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Dogs being socialized

Discussion in 'Dog Chat' started by rona, Apr 1, 2011.


  1. rona

    rona Guest

    Just been reading Suewhites thread and noticed that quite a few people mention the lack of socialization for the dog, but do dogs continue to need socialization once adult?
    I had to put quite a bit of work into mine when I got him at 18 months because he just didn't behave properly and kept getting attacked, but now he's really not bothered that much with other dogs. he occassionally walks with some but never interacts, I'm sure he's happier just the two of us.
    I also walk a Lab that is very similar
    So once adult, do they really need interaction?
    I know all dogs are different but just because someone purposely avoids others, I don't think it is necessarily to the detriment of the dog
     
  2. Amethyst

    Amethyst PetForums VIP

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    Personally I think it's an ongoing thing, though without doubt in my mind the puppy weeks and months are the most important.
     
  3. rona

    rona Guest

    So you think I should make sure that my dog is taken where other dogs are walked, even though he wouldn't really like it, just to make sure he is still socializing?
    Why?
     
  4. ian1969uk

    ian1969uk PetForums Member

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    We got a second puppy to ensure that they both have ongoing interaction with another dog. I also always let them stop and say hello to other dogs when out as long as the other dog's owner is OK with this.

    I think it's important that they don't develop a detachment from other dogs as this can lead to defensiveness and even aggression.
     
  5. LostGirl

    LostGirl PetForums VIP

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    It's going with mine, zeb needs it pretty much constant or he gets worse with his fear aggression like when they only had short leads walks after being neutered Zebs on lead fear aggression was worse but as soon as he was allowed off lead and play with other dogs he's back to being 99% fine

    Bears just a very dog social dog
     
  6. candysmum

    candysmum PetForums VIP

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    i think dogs should be yes.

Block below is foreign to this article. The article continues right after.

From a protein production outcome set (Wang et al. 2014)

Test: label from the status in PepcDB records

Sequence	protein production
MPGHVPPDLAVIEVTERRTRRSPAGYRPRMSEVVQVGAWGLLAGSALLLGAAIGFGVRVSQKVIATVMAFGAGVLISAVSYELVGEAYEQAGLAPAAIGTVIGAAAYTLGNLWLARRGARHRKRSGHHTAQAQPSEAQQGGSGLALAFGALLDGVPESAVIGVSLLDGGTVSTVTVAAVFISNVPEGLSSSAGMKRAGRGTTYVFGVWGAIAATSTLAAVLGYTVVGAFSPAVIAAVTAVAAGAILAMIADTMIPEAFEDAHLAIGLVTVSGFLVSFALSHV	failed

After candy was attacked and started getting growly and grumbed at other dogs i started to avoid all other dogs for fear of her attacking.

    With fostering i only take dogs 6 montha nd below for a short time until rehomed, as candyw ill accept them without a blink of the eye. I started to take her there where were dogs again always on lead and getting her use to it all again.

    She isn't brilliant with other dogs again yet but we are getting there she can now pretty mcuh walk past without an issue but if that dog snarls or snaps at her she will go in for a full fight (that was shown to me tuesday)

    But she needs to learn even if they want to hurt her she can not do it back. for her own safety as well as others.

    It doesn't have to be all the time but i think every so often then yes its a good idea just to make sure things never go the wrong way.

    imo
     
  7. rona

    rona Guest

    This just emphasizes how socializing can go so wrong, you only need some idiot with an off lead dog aggressive dog and yours ends up one of the problem dogs.
    Mine says hello fine to 99% of dogs we meet (a little trouble with black labs) caused by a few bad encounters
    so I can see no real reason to put him in the position of being attacked when he doesn't really enjoy encounters with other dog anyway
     
    #7 rona, Apr 1, 2011
    Last edited by a moderator: Apr 1, 2011
  8. CheekoAndCo

    CheekoAndCo PetForums VIP

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    Jack is a really social dog and will talk to anybody or anything but Blu likes to live in his own little world and only really likes to mix with poodles. Don't see the point in making him unhappy by dragging him to places he doesn't want to go. He enjoys his showing and agility but at obeience he tends to keep his distance from other dogs.
     
  9. Amethyst

    Amethyst PetForums VIP

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    I think if you isolate him from other dogs, the more uneasy he will possibly become.